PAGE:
Ogden’s Keith Gabel does not let losing a leg keep him from snowboarding

Mar 19 2011 - 10:46pm


(NICK SHORT/Standard-Examiner) Keith Gabel, of Ogden, catches some air snowboarding. He lost a leg in an industrial accident in 2005, but learned how to snowboard with his prosthetic leg.
(NICK SHORT/Standard-Examiner) Keith Gabel, of Ogden, catches some air snowboarding. He lost a leg in an industrial accident in 2005, but learned how to snowboard with his prosthetic leg.

OGDEN -- Some people who lose a limb might wonder how they will adapt to life without being able to do something they love.

Not Keith Gabel.

Immediately after losing a leg below the knee in an industrial accident just before his 21st birthday in 2005, Gabel wasn't wondering whether he would snowboard again, but when.

"My first question to the doctor was. 'How long till I can snowboard?'" said the 26-year-old Ogden resident. "I felt like it was all I had to live for."

Just three months later, he was on his board again, learning to ride using a new prosthetic leg.

He logged about 25 days on the mountain that season.

This season, he said, "it's easier to count the days I haven't been on the mountain."

Gabel is part of a growing community of adaptive snowboarders who survive and thrive in the sport by overcoming physical disabilities.

Today, he's busy making a name for himself and his sport, having recently made the podium in his first international competition.

But he and the adaptive-snowboarding community face another daunting challenge -- gaining the financial backing and worldwide respect that many other sports enjoy.

At the grass-roots level, adaptive snowboarding begins with on-mountain programs at ski areas.

Locally, the Snowbasin Adaptive Sports Educational Foundation was started in 2009 to provide an on-snow experience for people of all ages with disabilities.

The program has grown over last two years with the purchase of specialized equipment, and has provided lessons and scholarships to more than 150 people in Northern Utah.

Gabel said he owes much of his success to the support of adaptive programs. Last year, the Snowbasin program booked a clinic with coach Travis Thiele, of the National Ability Center in Park City, who offered Gabel a spot on his team.

"After I saw him ride, I asked him, 'Why aren't you going to France with us?' " Thiele said. "I knew right away I wanted him on the team."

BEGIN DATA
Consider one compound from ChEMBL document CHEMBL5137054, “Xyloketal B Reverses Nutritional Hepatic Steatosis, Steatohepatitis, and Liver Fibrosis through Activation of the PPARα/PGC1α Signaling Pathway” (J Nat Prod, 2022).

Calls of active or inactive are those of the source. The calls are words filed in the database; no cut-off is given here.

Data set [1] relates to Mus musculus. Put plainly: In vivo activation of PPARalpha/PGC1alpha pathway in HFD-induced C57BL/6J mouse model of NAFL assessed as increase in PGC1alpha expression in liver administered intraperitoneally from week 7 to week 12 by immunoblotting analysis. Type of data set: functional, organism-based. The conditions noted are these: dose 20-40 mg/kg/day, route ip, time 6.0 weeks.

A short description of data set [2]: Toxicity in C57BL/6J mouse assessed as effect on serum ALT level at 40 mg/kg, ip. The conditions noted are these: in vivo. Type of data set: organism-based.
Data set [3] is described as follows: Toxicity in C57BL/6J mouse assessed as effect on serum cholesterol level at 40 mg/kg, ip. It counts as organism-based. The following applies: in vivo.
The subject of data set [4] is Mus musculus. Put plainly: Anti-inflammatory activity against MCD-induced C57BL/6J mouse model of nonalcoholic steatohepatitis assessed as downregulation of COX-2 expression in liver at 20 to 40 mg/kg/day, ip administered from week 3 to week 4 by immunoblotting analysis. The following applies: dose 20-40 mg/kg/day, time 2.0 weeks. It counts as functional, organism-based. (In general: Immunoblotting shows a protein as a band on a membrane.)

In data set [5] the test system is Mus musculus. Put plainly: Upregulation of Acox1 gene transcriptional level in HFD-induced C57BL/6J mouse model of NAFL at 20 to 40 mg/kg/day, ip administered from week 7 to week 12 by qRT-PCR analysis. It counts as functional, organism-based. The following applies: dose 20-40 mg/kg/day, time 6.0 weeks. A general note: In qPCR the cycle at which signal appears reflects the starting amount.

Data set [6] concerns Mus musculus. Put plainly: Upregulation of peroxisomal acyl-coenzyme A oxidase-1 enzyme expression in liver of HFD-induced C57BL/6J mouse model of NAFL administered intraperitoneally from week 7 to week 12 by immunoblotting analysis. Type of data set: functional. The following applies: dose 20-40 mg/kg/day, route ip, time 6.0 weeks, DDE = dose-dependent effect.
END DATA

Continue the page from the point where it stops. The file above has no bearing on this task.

After a few training sessions at the Utah Olympic Park in Park City, Gabel and several of his new teammates flew to France in February to compete in the World Snowboard Federation's first European Adaptive Snowboarding World Cup.

Gabel placed third.

"Travis is way cool," he said. "He does everything for us and asks for nothing in return."

Gabel is now giving back by participating in the Snowbasin program and teaching others to overcome their challenges.

"I derive a lot of personal satisfaction sharing the freedom that comes with learning to ride with other disabled and able-bodied folks," he said.

Meanwhile, Gabel and his teammates are eyeing other top competitions, such as the upcoming World Cup events in Canada and New Zealand.

They're also hoping to see cash purses in stateside events like the Winter X Games in the near future.

The primary goal of all these efforts, he said, is to raise the profile of adaptive snowboarding and help make it an official Paralympic sport.

While snowboarding has been an Olympic sport since 1998, it has not been approved for Paralympic competition.

"Right now, there's only a handful of (Paralympic) events in the Winter Games compared to the Summer Games," Gabel said.

"We're fighting the same fight they were 20 years ago to get snowboarding in the Olympics. We want this, not just for ourselves, but for many generations to come."

As the International Paralympic Committee looks to add another sport in time for the 2014 Paralympics in Sochi, Russia, snowboarding is considered by many to be the frontrunner because of its popularity and growth.

"As I understand, it's a 'no' right now," Gabel said, "but we have a couple years to continue to grow our sport and change some minds."

However, financing remains a major obstacle for Thiele's team and others, complicated by the fact that there is no U.S.-sanctioned governing body for the sport.

"Right now, when we travel to an event, we're literally paying our own way. Everything's out-of-pocket," Gabel said. "We get a lot of small donations, and we really appreciate that, but at the same time, we need to reel in some bigger fish."

Despite the uphill battle that adaptive snowboarders face, Gabel keeps things in perspective when recalling the day that changed his life -- and could have ended it.

"After my near-death experience, I look at nature differently. It's more beautiful. Just the spirituality of being on the mountain -- I will never look at things the same."

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